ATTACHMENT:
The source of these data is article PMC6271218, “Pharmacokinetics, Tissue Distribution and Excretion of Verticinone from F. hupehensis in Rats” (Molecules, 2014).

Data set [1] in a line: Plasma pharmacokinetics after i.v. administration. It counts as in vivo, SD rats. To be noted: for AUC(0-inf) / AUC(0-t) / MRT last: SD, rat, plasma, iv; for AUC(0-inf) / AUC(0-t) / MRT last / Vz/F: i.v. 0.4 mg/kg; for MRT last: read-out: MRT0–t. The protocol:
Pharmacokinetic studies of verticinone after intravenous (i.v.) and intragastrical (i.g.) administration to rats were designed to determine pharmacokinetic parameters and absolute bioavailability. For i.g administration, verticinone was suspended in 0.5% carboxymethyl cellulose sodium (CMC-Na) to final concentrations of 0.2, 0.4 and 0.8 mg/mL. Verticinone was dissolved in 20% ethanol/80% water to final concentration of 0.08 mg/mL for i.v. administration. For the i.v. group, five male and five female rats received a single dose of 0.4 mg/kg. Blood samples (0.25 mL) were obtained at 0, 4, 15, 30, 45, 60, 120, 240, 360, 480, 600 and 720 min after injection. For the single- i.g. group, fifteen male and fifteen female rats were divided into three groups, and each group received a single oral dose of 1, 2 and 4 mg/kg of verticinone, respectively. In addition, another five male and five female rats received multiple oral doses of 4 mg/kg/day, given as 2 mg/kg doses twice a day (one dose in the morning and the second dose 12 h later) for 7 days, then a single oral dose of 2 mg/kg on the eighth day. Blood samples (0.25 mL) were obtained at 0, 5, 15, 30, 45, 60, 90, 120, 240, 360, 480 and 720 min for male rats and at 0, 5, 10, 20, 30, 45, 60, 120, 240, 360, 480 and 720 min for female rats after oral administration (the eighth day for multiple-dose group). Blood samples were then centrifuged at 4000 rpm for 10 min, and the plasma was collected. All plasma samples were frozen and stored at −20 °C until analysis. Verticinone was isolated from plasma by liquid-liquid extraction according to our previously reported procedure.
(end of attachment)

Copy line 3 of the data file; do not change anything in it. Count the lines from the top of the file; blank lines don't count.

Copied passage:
Pharmacokinetic studies of verticinone after intravenous (i.v.) and intragastrical (i.g.) administration to rats were designed to determine pharmacokinetic parameters and absolute bioavailability. For i.g administration, verticinone was suspended in 0.5% carboxymethyl cellulose sodium (CMC-Na) to final concentrations of 0.2, 0.4 and 0.8 mg/mL. Verticinone was dissolved in 20% ethanol/80% water to final concentration of 0.08 mg/mL for i.v. administration. For the i.v. group, five male and five female rats received a single dose of 0.4 mg/kg. Blood samples (0.25 mL) were obtained at 0, 4, 15, 30, 45, 60, 120, 240, 360, 480, 600 and 720 min after injection. For the single- i.g. group, fifteen male and fifteen female rats were divided into three groups, and each group received a single oral dose of 1, 2 and 4 mg/kg of verticinone, respectively. In addition, another five male and five female rats received multiple oral doses of 4 mg/kg/day, given as 2 mg/kg doses twice a day (one dose in the morning and the second dose 12 h later) for 7 days, then a single oral dose of 2 mg/kg on the eighth day. Blood samples (0.25 mL) were obtained at 0, 5, 15, 30, 45, 60, 90, 120, 240, 360, 480 and 720 min for male rats and at 0, 5, 10, 20, 30, 45, 60, 120, 240, 360, 480 and 720 min for female rats after oral administration (the eighth day for multiple-dose group). Blood samples were then centrifuged at 4000 rpm for 10 min, and the plasma was collected. All plasma samples were frozen and stored at −20 °C until analysis. Verticinone was isolated from plasma by liquid-liquid extraction according to our previously reported procedure.